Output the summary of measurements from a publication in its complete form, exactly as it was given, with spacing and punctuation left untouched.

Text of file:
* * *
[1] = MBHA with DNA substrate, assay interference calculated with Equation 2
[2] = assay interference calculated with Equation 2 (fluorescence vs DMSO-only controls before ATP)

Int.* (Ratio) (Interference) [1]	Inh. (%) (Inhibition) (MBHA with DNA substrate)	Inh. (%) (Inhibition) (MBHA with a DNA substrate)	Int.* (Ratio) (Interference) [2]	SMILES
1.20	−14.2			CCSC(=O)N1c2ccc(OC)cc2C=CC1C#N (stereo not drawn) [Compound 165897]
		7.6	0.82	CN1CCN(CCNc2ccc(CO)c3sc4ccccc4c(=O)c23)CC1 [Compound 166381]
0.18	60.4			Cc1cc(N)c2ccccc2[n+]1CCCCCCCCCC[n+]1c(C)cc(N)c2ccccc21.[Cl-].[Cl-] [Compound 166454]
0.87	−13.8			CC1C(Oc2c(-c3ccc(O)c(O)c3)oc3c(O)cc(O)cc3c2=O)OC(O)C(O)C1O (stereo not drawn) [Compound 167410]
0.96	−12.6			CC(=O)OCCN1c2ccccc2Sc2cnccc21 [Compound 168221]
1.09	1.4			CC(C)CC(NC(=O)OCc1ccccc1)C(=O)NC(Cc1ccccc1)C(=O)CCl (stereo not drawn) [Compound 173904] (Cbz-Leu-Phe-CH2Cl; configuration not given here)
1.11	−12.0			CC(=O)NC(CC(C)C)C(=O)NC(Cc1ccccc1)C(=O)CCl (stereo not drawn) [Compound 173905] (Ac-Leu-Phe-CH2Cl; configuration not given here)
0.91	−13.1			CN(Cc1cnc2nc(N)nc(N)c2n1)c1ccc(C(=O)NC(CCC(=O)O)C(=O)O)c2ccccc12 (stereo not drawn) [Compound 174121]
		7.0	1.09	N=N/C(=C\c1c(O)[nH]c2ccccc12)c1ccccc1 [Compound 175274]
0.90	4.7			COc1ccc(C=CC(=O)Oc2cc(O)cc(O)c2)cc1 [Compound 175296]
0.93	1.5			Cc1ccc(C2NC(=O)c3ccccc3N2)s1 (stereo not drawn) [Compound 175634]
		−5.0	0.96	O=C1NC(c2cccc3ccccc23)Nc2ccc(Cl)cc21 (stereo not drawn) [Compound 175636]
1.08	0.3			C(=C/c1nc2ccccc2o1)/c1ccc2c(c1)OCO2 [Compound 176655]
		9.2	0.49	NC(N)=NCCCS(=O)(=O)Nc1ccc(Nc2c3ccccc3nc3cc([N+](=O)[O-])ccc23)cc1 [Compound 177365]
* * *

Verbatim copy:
[1] = MBHA with DNA substrate, assay interference calculated with Equation 2
[2] = assay interference calculated with Equation 2 (fluorescence vs DMSO-only controls before ATP)

Int.* (Ratio) (Interference) [1]	Inh. (%) (Inhibition) (MBHA with DNA substrate)	Inh. (%) (Inhibition) (MBHA with a DNA substrate)	Int.* (Ratio) (Interference) [2]	SMILES
1.20	−14.2			CCSC(=O)N1c2ccc(OC)cc2C=CC1C#N (stereo not drawn) [Compound 165897]
		7.6	0.82	CN1CCN(CCNc2ccc(CO)c3sc4ccccc4c(=O)c23)CC1 [Compound 166381]
0.18	60.4			Cc1cc(N)c2ccccc2[n+]1CCCCCCCCCC[n+]1c(C)cc(N)c2ccccc21.[Cl-].[Cl-] [Compound 166454]
0.87	−13.8			CC1C(Oc2c(-c3ccc(O)c(O)c3)oc3c(O)cc(O)cc3c2=O)OC(O)C(O)C1O (stereo not drawn) [Compound 167410]
0.96	−12.6			CC(=O)OCCN1c2ccccc2Sc2cnccc21 [Compound 168221]
1.09	1.4			CC(C)CC(NC(=O)OCc1ccccc1)C(=O)NC(Cc1ccccc1)C(=O)CCl (stereo not drawn) [Compound 173904] (Cbz-Leu-Phe-CH2Cl; configuration not given here)
1.11	−12.0			CC(=O)NC(CC(C)C)C(=O)NC(Cc1ccccc1)C(=O)CCl (stereo not drawn) [Compound 173905] (Ac-Leu-Phe-CH2Cl; configuration not given here)
0.91	−13.1			CN(Cc1cnc2nc(N)nc(N)c2n1)c1ccc(C(=O)NC(CCC(=O)O)C(=O)O)c2ccccc12 (stereo not drawn) [Compound 174121]
		7.0	1.09	N=N/C(=C\c1c(O)[nH]c2ccccc12)c1ccccc1 [Compound 175274]
0.90	4.7			COc1ccc(C=CC(=O)Oc2cc(O)cc(O)c2)cc1 [Compound 175296]
0.93	1.5			Cc1ccc(C2NC(=O)c3ccccc3N2)s1 (stereo not drawn) [Compound 175634]
		−5.0	0.96	O=C1NC(c2cccc3ccccc23)Nc2ccc(Cl)cc21 (stereo not drawn) [Compound 175636]
1.08	0.3			C(=C/c1nc2ccccc2o1)/c1ccc2c(c1)OCO2 [Compound 176655]
		9.2	0.49	NC(N)=NCCCS(=O)(=O)Nc1ccc(Nc2c3ccccc3nc3cc([N+](=O)[O-])ccc23)cc1 [Compound 177365]